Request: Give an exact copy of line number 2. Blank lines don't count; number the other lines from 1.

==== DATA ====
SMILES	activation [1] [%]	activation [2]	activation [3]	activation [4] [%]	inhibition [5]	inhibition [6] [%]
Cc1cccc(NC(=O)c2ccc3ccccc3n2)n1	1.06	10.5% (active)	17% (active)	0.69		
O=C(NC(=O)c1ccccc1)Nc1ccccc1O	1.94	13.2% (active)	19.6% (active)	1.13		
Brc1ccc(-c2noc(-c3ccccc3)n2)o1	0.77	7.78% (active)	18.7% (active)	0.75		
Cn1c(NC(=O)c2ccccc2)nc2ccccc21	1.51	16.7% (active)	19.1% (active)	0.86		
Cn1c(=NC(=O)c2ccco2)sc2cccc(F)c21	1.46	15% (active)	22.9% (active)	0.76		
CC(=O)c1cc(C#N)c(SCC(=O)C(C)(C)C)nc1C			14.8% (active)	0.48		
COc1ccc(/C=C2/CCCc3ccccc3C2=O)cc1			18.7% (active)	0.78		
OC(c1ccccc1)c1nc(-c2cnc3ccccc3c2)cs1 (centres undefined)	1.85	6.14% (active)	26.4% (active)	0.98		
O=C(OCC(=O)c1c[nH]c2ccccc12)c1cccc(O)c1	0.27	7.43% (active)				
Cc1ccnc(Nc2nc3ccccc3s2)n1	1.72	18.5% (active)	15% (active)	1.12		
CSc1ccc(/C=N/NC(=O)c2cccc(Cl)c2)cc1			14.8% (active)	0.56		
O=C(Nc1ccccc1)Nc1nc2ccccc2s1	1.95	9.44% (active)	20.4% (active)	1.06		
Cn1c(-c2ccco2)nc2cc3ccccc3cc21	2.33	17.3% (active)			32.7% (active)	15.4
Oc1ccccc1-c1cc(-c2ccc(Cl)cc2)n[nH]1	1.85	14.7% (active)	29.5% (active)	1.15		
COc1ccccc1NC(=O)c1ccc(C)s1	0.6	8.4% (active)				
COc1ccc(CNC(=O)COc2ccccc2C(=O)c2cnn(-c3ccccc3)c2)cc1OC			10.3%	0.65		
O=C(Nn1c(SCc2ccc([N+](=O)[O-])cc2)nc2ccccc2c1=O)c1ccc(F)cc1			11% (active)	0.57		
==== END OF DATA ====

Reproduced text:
Cc1cccc(NC(=O)c2ccc3ccccc3n2)n1	1.06	10.5% (active)	17% (active)	0.69		